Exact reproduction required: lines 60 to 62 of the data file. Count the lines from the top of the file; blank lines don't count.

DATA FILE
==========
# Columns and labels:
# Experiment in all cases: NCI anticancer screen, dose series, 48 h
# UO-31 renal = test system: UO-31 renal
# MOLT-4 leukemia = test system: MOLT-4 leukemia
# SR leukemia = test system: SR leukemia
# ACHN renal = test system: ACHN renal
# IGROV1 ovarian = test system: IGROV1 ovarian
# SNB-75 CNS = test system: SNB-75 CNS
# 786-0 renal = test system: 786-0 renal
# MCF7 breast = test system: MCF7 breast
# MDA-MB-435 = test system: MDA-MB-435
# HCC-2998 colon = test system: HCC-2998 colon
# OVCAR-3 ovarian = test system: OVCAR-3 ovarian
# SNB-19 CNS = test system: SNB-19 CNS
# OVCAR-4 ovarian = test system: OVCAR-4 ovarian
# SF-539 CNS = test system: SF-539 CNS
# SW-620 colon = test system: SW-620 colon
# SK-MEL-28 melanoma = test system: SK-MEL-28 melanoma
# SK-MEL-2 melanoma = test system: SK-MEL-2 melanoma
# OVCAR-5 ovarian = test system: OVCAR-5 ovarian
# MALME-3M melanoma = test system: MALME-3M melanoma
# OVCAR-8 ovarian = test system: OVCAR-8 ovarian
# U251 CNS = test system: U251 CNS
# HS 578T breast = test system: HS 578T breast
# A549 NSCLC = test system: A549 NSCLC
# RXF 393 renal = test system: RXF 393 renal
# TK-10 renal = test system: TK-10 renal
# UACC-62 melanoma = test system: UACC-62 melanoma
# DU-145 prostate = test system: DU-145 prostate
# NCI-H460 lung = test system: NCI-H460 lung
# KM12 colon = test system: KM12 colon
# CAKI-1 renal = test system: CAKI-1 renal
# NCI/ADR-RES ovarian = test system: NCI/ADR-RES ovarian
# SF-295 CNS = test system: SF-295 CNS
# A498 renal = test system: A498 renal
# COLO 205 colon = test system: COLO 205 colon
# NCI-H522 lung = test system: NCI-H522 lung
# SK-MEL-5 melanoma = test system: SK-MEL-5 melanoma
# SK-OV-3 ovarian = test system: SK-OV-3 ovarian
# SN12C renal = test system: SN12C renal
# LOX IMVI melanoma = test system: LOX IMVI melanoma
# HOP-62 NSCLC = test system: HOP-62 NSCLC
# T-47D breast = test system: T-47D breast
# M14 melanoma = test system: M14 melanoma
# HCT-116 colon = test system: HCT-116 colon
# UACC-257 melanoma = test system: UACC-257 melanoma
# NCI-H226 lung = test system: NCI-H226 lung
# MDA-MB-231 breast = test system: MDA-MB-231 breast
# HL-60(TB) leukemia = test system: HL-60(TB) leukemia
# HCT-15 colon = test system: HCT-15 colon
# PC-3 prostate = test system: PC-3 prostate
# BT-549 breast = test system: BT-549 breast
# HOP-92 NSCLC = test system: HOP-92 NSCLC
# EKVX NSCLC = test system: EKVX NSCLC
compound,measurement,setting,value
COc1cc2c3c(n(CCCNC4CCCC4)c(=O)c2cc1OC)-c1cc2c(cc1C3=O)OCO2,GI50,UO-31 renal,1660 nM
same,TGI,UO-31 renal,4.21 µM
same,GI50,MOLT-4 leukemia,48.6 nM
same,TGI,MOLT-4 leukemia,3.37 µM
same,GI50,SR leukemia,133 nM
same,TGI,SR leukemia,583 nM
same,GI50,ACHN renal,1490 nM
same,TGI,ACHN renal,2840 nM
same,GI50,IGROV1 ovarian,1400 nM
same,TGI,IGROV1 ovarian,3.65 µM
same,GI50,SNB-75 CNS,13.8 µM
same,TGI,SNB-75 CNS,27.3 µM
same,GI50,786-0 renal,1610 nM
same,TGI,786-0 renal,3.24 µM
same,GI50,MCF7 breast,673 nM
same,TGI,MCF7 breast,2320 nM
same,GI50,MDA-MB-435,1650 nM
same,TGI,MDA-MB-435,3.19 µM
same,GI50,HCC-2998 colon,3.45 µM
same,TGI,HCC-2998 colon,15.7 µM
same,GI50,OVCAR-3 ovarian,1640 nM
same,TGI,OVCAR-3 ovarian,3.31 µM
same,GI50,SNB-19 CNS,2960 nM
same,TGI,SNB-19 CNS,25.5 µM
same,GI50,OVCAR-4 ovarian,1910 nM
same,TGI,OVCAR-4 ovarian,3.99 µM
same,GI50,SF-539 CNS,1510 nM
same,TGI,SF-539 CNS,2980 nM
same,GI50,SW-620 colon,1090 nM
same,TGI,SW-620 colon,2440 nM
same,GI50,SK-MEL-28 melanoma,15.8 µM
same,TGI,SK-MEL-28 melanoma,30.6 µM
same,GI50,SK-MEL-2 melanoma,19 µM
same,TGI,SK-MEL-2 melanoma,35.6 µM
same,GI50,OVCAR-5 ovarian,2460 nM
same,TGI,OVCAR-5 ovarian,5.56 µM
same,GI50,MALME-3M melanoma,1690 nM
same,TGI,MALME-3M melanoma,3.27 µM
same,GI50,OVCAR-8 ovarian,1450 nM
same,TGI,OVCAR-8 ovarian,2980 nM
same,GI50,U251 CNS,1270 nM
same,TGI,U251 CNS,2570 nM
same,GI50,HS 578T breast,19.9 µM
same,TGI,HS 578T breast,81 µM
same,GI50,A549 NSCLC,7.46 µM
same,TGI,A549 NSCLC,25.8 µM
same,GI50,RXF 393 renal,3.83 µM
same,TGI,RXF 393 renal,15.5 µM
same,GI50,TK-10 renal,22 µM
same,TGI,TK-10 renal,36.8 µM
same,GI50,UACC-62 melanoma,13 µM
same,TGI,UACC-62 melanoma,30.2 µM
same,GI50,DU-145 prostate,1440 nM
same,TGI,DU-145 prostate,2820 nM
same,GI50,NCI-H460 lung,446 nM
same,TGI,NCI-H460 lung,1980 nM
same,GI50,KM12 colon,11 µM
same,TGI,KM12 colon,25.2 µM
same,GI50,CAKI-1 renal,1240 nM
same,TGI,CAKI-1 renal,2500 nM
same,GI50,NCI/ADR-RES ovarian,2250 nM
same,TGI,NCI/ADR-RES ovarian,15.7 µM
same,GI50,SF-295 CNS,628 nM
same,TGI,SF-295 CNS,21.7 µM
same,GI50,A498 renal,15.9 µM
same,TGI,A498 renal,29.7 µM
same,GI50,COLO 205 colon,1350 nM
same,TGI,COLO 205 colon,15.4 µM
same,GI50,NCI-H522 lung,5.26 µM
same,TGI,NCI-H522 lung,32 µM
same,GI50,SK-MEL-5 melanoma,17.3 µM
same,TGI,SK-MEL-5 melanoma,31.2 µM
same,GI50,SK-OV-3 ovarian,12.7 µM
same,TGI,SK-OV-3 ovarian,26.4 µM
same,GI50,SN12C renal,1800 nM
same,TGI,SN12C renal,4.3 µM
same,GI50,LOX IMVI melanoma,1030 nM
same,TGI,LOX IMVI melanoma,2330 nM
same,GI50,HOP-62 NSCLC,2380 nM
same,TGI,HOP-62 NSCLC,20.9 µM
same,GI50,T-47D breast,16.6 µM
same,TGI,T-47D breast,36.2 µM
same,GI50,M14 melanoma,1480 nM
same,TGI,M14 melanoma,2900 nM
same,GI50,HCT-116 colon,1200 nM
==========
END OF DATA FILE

same,GI50,SR leukemia,133 nM
same,TGI,SR leukemia,583 nM
same,GI50,ACHN renal,1490 nM